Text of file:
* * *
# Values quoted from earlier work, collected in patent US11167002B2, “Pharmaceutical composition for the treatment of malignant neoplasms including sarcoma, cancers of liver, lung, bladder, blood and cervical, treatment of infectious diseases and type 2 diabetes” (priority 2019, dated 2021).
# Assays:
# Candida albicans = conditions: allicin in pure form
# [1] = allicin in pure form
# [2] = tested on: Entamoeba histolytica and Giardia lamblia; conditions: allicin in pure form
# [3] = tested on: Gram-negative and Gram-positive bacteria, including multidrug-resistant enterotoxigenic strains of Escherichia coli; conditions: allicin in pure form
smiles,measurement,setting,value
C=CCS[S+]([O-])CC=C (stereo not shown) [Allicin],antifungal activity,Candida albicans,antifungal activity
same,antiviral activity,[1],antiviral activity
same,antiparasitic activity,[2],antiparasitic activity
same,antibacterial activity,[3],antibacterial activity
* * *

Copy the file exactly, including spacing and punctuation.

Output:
# Values quoted from earlier work, collected in patent US11167002B2, “Pharmaceutical composition for the treatment of malignant neoplasms including sarcoma, cancers of liver, lung, bladder, blood and cervical, treatment of infectious diseases and type 2 diabetes” (priority 2019, dated 2021).
# Assays:
# Candida albicans = conditions: allicin in pure form
# [1] = allicin in pure form
# [2] = tested on: Entamoeba histolytica and Giardia lamblia; conditions: allicin in pure form
# [3] = tested on: Gram-negative and Gram-positive bacteria, including multidrug-resistant enterotoxigenic strains of Escherichia coli; conditions: allicin in pure form
smiles,measurement,setting,value
C=CCS[S+]([O-])CC=C (stereo not shown) [Allicin],antifungal activity,Candida albicans,antifungal activity
same,antiviral activity,[1],antiviral activity
same,antiparasitic activity,[2],antiparasitic activity
same,antibacterial activity,[3],antibacterial activity